Davos Group Sees Income Inequality as Top Global Risk

I'm often asked what the Forum is like, and what is its real meaning in terms of improving the state of the world? The Forum began as a meeting for European executives to discuss global problems. It evolved into a think tank. Today you could think of the organization as a "do tank."
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Once again I'm participating in the World Economic Forum Annual Meeting in Davos, Switzerland. I'll be posting from here daily.

More than 2,500 participants from almost 100 countries representing business, government, academia and civil society will make the trek to this small Swiss town. Participants include more than 40 heads of state or government and more than 1,500 business leaders.

This group pretty much runs the works and it's painfully obvious to most of them that there hasn't been much progress in the last year. The world is full of chronic problems, such as poorly performing economies and the growing epidemic of youth unemployment. We still don't have an effective climate change strategy. There is armed conflict on many continents and around the world citizens are questioning the legitimacy of many government institutions.

Income inequality is being highlighted as an explosive issue. The ongoing gap between the incomes of the richest and poorest citizens is the risk that is most likely to cause serious damage globally in the coming decade, according to more than 700 global experts that contributed to the World Economic Forum's Global Risks 2014 report.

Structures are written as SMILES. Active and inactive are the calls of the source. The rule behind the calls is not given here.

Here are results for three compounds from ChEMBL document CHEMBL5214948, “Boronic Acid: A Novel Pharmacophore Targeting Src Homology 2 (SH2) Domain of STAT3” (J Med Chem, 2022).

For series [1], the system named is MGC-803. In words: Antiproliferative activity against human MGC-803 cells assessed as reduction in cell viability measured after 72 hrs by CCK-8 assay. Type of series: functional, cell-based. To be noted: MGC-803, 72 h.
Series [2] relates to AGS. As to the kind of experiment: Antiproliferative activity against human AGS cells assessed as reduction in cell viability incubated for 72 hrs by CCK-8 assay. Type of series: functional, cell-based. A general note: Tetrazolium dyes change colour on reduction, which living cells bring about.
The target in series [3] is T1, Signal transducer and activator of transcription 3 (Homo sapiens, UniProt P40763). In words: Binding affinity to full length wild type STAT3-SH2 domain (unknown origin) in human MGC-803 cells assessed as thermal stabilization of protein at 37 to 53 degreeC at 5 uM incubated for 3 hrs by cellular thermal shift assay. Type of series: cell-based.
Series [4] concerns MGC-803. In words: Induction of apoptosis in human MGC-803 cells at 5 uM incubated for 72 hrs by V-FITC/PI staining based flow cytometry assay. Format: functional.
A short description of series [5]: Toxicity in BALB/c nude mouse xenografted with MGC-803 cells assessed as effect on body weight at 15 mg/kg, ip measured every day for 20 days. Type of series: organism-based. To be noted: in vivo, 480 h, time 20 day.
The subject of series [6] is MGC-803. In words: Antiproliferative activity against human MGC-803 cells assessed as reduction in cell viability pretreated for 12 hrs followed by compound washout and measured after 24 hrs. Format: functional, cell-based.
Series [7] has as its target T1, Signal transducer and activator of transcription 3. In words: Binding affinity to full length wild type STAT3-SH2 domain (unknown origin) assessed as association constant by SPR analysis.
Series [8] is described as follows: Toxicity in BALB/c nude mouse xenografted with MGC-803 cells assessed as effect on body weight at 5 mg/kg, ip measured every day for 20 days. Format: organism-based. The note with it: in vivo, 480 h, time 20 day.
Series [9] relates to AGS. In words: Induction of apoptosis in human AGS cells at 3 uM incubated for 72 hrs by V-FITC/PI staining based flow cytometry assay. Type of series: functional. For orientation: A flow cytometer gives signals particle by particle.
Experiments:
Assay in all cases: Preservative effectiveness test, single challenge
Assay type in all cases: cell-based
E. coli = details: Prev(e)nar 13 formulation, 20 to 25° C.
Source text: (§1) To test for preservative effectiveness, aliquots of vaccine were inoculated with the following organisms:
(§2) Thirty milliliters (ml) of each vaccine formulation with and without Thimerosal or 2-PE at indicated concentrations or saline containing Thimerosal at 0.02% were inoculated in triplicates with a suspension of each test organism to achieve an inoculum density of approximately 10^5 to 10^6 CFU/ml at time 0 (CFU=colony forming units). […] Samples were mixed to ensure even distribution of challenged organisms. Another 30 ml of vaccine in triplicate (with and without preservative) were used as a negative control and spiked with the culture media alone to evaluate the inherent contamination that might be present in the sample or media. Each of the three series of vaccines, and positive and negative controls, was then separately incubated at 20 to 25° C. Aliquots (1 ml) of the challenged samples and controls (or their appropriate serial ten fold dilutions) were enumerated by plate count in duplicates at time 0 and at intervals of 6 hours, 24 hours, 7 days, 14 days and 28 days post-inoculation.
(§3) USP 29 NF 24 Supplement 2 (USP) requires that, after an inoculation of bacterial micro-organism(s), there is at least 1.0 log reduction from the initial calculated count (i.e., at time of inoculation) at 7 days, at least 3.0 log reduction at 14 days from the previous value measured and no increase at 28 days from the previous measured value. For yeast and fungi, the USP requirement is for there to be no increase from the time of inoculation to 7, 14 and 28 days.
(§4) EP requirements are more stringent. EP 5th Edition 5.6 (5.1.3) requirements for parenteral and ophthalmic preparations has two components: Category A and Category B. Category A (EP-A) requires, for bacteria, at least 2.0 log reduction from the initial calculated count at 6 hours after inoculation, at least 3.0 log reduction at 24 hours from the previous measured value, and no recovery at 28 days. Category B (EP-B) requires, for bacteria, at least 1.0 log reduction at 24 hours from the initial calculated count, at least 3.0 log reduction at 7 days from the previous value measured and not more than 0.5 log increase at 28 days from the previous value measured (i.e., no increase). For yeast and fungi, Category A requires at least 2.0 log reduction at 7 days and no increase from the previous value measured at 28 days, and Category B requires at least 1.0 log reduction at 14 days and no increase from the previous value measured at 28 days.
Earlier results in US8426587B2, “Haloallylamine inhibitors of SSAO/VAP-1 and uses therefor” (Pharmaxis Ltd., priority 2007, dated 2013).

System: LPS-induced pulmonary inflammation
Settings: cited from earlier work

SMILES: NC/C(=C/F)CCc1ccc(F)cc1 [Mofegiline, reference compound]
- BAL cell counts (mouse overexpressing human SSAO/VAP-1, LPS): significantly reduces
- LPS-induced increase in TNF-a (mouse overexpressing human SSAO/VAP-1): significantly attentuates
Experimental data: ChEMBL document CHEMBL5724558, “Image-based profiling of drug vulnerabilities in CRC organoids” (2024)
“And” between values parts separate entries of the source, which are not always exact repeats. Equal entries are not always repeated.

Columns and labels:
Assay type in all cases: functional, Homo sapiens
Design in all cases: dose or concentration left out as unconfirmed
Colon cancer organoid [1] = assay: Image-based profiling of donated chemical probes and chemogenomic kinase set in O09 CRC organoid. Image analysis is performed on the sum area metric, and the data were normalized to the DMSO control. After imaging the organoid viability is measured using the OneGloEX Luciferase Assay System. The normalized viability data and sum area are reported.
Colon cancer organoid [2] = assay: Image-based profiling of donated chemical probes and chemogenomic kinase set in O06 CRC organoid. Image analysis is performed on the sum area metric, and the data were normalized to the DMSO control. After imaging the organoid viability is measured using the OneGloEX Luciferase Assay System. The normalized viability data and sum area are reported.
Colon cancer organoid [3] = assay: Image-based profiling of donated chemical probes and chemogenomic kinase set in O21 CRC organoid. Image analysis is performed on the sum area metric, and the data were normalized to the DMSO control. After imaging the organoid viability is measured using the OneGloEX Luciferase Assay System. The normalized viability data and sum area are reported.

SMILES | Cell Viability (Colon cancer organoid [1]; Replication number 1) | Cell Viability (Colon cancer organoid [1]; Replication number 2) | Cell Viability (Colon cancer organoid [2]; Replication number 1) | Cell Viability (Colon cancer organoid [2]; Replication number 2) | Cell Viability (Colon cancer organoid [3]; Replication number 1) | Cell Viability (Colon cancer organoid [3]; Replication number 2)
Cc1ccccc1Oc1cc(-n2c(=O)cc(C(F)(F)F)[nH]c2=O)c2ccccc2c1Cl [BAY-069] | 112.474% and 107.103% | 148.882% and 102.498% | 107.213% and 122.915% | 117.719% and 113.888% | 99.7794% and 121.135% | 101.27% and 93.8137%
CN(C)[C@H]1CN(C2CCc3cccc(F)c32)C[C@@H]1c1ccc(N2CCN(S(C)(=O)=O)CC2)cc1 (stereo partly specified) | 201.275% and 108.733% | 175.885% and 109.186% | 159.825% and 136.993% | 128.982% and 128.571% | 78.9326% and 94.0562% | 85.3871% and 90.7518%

The report, which can be read in full here, was released ahead of the Forum's 44th annual meeting.

The theme of this year's meeting is a good one: "The Reshaping of the World: Consequences for Society, Politics and Business." Reshaping we need.

The Forum argues that "Profound political, economic, social and, above all, technological forces are transforming our lives, communities and institutions. Rapidly crossing geographic, gender and generational boundaries, they are shifting power from traditional hierarchies to networked heterarchies." They also correctly point out that the world's leadership is not stepping up, but rather "remains focused on crisis rather than strategically driven in the face of the trends, drivers and opportunities pushing global, regional and industry transformation.

The forum's founder and executive chairman, Klaus Schwab, told reporters recently that "What we want to do in Davos this year ... is push the reset button. The world is much too much still caught in a crisis management mode and we forget that we should take now into our hands and we should look for solutions for the really fundamental issues. We should look at our future in a much more constructive, in a much more strategic way."

I've been coming to Davos since the mid-1990s and it is always the most stimulating if not hectic event for me each year. Just managing multiple, sometimes competing daily meetings in dozens of venues in the snowy town can be challenging. But it's worth it.

My job here of course is not to be a so-called world leader. I'm pretty much just a worker -- chairing and participating in panels, giving presentations on various topics and trying to stimulate helpful debate.